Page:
Trains Project Home Edition

App review by
Christy Matte, Common Sense Media
Trains Project Home Edition App Poster Image
Confusion reigns in this would-be logic app for kids.

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A lot or a little?

The parents' guide to what's in this app.

Educational Value

Though it's intended for learning and has potential, it's unlikely kids will learn the intended skills of logical thinking and early coding. 

Ease of Play

Very little explanation, from the moment you enter this app, of what you are supposed to do and how you should do it. Introductory message doesn't always play, is difficult to understand, and is hard to hear over the background music that starts when the app is loaded. Two trays slide down from the top and from the right, but they conflict with the iPad trays that also slide in from those directions. There's a help button, if you can find it in the top tray, but the help is often too vague to be useful. The instructions say you can double-tap on any item to find out what it does, but double-tapping doesn't work. The app also crashes regularly. 

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What parents need to know

Parents should know that Trains Project Home Edition is intended to help kids learn programming logic by allowing them to design their own games and animations. If it worked as intended, it would be age-appropriate for early elementary schoolers and up. As it stands, however, kids (and most adults) will find it too confusing and frustrating to support any learning at all. The instructions may be difficult to understand for English speakers, as the woman giving the instructions has a fairly thick Polish accent. Even if they do understand her, controls do not respond as they should, icons are mysterious, and the app crashes regularly. Kids can, in theory, upload their own content and download content from other users. We were not able to access content from other users during this review, but it's possible that objectionable content could slip through. Read the app's privacy policy to find out about the types of information collected and shared.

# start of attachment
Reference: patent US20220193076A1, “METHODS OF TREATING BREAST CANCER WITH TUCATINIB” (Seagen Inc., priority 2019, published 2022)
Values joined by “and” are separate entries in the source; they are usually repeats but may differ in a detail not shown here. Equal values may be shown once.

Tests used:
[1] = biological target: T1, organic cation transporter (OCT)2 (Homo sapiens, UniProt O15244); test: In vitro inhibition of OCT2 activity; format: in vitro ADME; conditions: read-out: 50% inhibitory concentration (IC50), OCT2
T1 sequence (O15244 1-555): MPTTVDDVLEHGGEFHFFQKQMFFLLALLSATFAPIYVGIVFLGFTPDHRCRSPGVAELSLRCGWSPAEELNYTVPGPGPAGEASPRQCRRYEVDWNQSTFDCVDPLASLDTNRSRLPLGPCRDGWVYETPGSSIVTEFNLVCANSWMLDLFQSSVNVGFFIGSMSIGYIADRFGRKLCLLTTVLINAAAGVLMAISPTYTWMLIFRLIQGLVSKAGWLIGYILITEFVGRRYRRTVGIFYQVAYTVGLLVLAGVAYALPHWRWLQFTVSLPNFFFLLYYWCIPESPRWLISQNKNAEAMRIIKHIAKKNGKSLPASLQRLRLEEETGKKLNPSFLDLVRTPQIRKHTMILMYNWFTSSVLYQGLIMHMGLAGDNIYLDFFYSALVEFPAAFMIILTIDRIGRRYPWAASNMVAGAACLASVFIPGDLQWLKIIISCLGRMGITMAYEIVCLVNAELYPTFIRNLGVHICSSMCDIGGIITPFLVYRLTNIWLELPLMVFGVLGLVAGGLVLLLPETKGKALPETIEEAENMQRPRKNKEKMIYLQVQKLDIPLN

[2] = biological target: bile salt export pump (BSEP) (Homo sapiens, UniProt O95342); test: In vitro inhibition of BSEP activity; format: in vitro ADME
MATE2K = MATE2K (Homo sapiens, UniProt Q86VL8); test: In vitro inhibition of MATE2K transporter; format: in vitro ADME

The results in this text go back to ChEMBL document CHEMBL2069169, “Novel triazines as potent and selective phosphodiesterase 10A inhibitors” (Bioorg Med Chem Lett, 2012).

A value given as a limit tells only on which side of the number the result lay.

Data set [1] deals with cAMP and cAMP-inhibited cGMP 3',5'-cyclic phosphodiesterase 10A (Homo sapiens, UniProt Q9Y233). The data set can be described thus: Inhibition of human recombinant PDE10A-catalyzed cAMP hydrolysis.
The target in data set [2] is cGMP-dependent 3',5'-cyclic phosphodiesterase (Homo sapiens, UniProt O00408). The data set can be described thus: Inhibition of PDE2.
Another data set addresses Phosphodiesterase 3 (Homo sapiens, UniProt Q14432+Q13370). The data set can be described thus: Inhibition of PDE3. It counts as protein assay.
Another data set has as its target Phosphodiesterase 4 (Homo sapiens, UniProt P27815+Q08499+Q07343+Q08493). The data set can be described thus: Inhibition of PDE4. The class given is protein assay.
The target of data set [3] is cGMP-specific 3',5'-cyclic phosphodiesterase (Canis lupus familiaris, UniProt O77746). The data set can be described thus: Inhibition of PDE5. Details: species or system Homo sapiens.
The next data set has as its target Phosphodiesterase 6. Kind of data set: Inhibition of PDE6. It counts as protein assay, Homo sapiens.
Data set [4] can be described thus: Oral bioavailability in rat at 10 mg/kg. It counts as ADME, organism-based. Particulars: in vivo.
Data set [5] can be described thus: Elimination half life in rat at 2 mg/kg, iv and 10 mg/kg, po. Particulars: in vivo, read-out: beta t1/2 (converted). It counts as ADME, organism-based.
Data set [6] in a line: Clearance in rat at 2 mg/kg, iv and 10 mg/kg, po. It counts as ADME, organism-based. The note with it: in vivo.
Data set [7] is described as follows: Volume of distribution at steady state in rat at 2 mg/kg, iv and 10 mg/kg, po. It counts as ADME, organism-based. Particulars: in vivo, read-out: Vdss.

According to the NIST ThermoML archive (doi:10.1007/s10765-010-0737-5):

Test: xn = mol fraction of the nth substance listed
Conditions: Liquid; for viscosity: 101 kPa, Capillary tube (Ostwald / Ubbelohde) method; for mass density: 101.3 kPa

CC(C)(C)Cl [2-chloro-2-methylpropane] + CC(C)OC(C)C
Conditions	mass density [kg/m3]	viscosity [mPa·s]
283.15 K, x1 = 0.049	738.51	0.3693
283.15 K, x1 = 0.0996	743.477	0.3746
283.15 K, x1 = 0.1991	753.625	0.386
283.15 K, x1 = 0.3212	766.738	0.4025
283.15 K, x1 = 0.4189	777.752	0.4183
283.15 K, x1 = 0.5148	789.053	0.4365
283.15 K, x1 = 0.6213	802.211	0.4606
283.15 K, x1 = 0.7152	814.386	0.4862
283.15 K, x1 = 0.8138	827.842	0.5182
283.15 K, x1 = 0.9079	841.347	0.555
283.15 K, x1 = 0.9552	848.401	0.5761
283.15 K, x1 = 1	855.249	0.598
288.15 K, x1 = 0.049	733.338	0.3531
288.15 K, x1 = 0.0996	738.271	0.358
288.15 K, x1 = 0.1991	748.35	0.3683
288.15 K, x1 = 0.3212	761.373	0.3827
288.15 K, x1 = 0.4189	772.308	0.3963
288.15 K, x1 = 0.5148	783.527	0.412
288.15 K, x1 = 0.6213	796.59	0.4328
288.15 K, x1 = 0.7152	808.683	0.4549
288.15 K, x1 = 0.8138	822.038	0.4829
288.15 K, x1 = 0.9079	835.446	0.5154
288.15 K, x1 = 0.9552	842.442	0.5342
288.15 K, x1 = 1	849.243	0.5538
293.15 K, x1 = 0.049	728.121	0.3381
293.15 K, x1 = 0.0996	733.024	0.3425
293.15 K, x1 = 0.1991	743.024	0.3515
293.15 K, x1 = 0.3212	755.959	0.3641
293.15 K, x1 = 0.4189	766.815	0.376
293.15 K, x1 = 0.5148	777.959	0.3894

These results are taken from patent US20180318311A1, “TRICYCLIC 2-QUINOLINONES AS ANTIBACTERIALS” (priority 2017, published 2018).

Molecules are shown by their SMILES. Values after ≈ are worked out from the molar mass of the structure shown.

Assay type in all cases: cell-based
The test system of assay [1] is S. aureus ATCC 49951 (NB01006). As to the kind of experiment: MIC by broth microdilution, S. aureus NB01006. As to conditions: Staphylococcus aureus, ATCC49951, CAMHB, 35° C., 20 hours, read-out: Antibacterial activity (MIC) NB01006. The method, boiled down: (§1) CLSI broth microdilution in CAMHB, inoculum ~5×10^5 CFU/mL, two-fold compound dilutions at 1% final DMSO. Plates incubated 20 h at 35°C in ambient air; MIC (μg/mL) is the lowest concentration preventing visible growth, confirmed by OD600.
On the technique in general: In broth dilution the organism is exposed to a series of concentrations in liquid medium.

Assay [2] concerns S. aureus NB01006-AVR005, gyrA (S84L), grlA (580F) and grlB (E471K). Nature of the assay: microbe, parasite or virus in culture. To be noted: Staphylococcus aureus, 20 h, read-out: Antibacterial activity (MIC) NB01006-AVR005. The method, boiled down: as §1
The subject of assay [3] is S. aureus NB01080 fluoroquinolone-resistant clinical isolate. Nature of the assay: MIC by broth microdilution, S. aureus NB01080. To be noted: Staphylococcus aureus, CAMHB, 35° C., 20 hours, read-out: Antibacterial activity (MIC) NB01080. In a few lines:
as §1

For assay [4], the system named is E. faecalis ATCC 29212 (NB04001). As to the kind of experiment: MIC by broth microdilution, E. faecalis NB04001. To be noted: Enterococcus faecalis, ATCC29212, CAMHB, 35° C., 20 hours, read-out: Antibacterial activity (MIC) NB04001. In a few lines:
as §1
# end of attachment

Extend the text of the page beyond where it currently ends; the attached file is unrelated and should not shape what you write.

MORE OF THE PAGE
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What's it about?

Kids start out in TRAINS PROJECT HOME EDITION with some creatures and objects, which the instructions indicate they can customize (this was not working at time of review), and then they assign actions to them by using a train model. Each creature gets at least one locomotive. Each locomotive can have a chain of cars, each of which is one instruction for the train. For example, a car might say to turn left, make a noise, or draw a line. There are a variety of car options, including logic ("and," "or," "etc.") cars. When kids flip a switch, the trains run behind the scenes, causing the creatures and objects to interact. Using all these programming options, kids can make animations or even their own games with an on-screen joystick. The app itself has a sandbox option, challenges (such as tutorials, but without a lot of help), and sample games. There are options to upload your own creations and download those from others, but these were not working at the time of review. 

Is it any good?

The idea of learning programming logic from trains is fun, but the result is confusing and frustrating. Trains Project Home Edition seems like an unfinished, untested product. From the moment you open the app, there's trouble. The introductory tutorial information is drowned out by loud background music. It's hard to figure out where to get started or even how to open a sandbox or challenge. Once you're there, it's tricky to figure out how to get to the train parts. There's no way to know what half of the cars do without randomly attaching them to trains, the icons are consistently confusing (none of them are industry standards), and it seems that the only way to get anywhere is to tap and swipe randomly until something interesting happens. When you get into the showcase area and load an example, you can see the promise there. One sample game is a pool simulation, and another mimics the Angry Birds franchise. If the interface and instructions were more clear and worked as intended, you can imagine how kids might be inspired to create something fun. As it stands, all they're likely to get is irritated. 

Talk to your kids about ...

  • Talk about how to give clear step-by-step instructions. Ask kids to explain how to get from point A to point B or how to do something they think is basic, like making a sandwich. Follow their directions precisely, just like a computer would. 

  • How do you like this app as compared with other apps you could use? If you had to choose the best use of your time on a screen, would you pick this app over other apps on your device for communication? Why, or why not?

  • Families can talk about trying to use Trains Project Home Edition. Is it easy to play? Why, or why not? What might make it easier?

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